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Sermon Notes + 5.14.2023




Neither Do I Condemn You
John 7:53-8:11
Dr. Tony Chute, Lead Pastor

Overview: John’s account of the woman caught in adultery is well-known for the question it raises about biblical accuracy and the powerful statement it makes about the grace of God in Christ. Textually, the passage appears in select manuscripts and at various places in John’s Gospel but is absent from other manuscripts and seems to interrupt the flow of events between the two chapters. Thematically, however, the events described bear close correspondence to ongoing events in the life of Jesus. Jewish leaders often attempt to trap Him in His words; Jesus always sees through their motives and silences His critics with great wisdom, and Jesus frequently sides with the marginalized without compromising the Word of God. The passage thus presents themes that are consistent with our human condition and brings to light how the gospel applies to our lives today.

01. The plan of the Jewish leaders to test Jesus by treating this woman as an object lesson in orthodoxy warns us against using the sins of others to justify ourselves before Christ.

02. The plight of this woman shows us how far we may fall from God’s original design but assures us that none are too far away from God’s grace in Christ.

03. The plight of this woman reminds us that those who have not fallen into such depths of sin still need to hear the comforting words of Christ, “Neither do I condemn you, go and sin no more.”


1. Consider the question about textual variances in light of the complete truthfulness of God’s Word. What does the evidence—textual, thematical, or both—suggest to you about its reliability? What would be lost in our understanding of God and the gospel if these verses had never appeared in the Bible? Why is it important to know what the Bible precisely teaches in order to form a correct view of who God is and what He requires from us?

2. What evidence from the text points to the fact that the Pharisees and scribes had no concern for this unnamed woman? If they were so concerned about enforcing God’s law against adultery, why was the male perpetrator not present? What does this episode teach us about those who argue for correct doctrine but whose lives bear little resemblance to love for God and love for others? See James 2:14-26 for additional insight.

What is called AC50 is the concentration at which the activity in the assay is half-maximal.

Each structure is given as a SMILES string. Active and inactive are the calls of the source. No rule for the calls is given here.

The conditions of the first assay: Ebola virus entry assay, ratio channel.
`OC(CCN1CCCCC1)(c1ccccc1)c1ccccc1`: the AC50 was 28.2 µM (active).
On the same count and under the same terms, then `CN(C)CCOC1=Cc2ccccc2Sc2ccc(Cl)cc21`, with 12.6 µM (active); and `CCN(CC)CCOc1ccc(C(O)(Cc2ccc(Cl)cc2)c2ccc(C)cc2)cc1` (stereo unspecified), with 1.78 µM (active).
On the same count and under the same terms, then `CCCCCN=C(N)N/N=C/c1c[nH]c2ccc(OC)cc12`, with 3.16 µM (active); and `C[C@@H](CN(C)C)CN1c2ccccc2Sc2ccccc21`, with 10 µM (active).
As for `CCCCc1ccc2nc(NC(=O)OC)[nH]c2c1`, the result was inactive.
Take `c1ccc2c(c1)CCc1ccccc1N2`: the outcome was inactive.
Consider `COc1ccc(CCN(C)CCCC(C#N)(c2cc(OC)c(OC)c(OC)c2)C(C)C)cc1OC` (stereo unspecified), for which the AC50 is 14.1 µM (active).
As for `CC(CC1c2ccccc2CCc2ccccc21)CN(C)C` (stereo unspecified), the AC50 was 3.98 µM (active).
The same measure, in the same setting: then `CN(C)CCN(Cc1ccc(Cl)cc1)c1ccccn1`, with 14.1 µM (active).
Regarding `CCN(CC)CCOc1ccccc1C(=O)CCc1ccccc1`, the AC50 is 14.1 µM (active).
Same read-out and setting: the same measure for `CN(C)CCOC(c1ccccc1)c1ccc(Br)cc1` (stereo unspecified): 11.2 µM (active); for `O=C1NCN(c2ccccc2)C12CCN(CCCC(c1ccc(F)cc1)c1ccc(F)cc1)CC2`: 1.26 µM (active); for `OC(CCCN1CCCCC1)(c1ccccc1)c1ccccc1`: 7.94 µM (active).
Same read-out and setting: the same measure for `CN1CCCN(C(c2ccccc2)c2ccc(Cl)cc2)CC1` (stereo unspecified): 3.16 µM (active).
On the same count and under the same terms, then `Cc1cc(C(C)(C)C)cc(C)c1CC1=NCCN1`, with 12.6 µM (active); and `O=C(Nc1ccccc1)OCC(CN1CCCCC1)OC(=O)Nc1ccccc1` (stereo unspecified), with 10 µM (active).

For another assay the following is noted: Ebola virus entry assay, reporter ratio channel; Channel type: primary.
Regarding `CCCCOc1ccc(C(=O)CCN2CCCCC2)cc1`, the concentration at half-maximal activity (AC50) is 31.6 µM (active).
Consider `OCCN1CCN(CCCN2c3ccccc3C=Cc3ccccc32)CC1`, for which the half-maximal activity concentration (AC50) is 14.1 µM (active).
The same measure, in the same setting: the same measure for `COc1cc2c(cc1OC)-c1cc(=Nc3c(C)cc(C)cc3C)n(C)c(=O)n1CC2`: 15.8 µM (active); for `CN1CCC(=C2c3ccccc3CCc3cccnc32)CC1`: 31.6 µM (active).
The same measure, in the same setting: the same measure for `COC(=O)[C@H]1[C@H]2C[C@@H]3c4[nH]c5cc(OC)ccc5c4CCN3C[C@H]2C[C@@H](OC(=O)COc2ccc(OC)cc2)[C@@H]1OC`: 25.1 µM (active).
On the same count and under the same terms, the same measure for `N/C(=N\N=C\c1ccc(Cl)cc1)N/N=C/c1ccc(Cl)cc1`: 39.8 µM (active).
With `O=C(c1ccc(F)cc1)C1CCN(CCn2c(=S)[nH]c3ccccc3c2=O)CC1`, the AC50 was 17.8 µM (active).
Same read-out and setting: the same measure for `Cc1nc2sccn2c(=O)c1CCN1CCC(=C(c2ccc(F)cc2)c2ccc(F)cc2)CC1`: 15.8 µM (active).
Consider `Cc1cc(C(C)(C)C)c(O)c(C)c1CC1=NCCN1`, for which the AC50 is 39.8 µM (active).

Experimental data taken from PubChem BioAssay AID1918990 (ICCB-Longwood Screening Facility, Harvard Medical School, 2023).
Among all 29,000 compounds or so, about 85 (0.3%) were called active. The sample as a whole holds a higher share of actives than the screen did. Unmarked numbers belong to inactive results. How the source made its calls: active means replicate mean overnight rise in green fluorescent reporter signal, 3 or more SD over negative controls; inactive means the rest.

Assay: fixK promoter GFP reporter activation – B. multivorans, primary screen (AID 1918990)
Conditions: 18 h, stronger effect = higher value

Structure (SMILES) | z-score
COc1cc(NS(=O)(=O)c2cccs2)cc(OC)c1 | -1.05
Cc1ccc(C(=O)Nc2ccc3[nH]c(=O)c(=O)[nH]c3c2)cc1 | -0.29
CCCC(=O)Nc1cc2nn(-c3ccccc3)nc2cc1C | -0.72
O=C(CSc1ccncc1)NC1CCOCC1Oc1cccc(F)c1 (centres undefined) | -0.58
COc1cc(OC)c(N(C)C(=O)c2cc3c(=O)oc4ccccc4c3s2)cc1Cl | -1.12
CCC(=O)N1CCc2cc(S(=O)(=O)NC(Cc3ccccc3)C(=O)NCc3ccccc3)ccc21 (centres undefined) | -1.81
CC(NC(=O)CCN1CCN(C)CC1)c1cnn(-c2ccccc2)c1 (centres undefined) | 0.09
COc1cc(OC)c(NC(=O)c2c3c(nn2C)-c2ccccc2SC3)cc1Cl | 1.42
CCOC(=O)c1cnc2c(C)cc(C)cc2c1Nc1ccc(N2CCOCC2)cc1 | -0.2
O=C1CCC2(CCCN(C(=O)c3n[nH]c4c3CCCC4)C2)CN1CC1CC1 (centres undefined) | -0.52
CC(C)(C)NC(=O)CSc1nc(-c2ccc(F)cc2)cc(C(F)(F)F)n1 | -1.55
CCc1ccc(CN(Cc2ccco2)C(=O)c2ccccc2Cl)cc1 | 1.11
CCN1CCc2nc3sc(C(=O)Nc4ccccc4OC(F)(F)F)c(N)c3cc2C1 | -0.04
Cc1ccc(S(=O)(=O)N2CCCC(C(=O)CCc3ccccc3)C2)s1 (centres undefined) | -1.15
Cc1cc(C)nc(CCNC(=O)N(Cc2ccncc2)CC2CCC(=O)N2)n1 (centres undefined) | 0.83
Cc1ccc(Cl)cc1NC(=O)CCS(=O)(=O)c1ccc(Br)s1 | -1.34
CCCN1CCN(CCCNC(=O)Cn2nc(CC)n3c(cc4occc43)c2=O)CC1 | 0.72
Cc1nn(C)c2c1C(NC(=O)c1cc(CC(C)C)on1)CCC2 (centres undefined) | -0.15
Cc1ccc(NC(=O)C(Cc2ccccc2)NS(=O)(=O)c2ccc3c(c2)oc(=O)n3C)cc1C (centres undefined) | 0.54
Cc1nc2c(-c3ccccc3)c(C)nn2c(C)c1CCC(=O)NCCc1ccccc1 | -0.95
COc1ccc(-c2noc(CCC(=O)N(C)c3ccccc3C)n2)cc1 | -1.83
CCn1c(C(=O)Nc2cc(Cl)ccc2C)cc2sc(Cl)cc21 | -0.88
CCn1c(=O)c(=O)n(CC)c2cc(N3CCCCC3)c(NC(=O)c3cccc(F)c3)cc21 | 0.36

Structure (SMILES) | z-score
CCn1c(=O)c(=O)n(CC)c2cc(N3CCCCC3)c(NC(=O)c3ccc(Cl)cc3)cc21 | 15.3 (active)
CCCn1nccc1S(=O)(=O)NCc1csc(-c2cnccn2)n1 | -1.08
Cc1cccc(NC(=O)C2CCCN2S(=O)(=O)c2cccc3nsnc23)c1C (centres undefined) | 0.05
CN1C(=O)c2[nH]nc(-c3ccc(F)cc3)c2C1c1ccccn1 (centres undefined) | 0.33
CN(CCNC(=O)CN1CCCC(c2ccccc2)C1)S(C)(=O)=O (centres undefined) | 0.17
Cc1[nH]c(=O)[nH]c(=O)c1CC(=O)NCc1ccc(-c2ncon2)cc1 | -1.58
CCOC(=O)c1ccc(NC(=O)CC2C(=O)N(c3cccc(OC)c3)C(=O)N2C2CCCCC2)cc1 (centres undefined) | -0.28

3. What are some suggestions people have offered about what Jesus wrote on the ground? Why do you think John includes this information without revealing what Jesus wrote?

4. Does this text condone adultery, or any other sin for that matter? How does Jesus bring holiness and mercy together in this passage? How do we fail to live out the gospel when we refuse to call sin what it really is? How do we fail to live out the gospel when we fail to extend forgiveness toward those who are broken over their sin? Consider how Ephesians 4:32 might speak to your life in light of this passage.

5. Why did the accusers decide not to punish the woman and ultimately walk away from the scene? What did Jesus say or do that caused their consciences to affirm their own guilt in the matter? Does this passage teach that no one can confront others about their sin? How might we address the sins of others without being hypocritical with regard to our own sins? See Matthew 7:1-5 for further insight.

For Further Reading: Sinclair Ferguson, The Whole Christ: Legalism, Antinomianism, and Gospel Assurance (Crossway, 2016)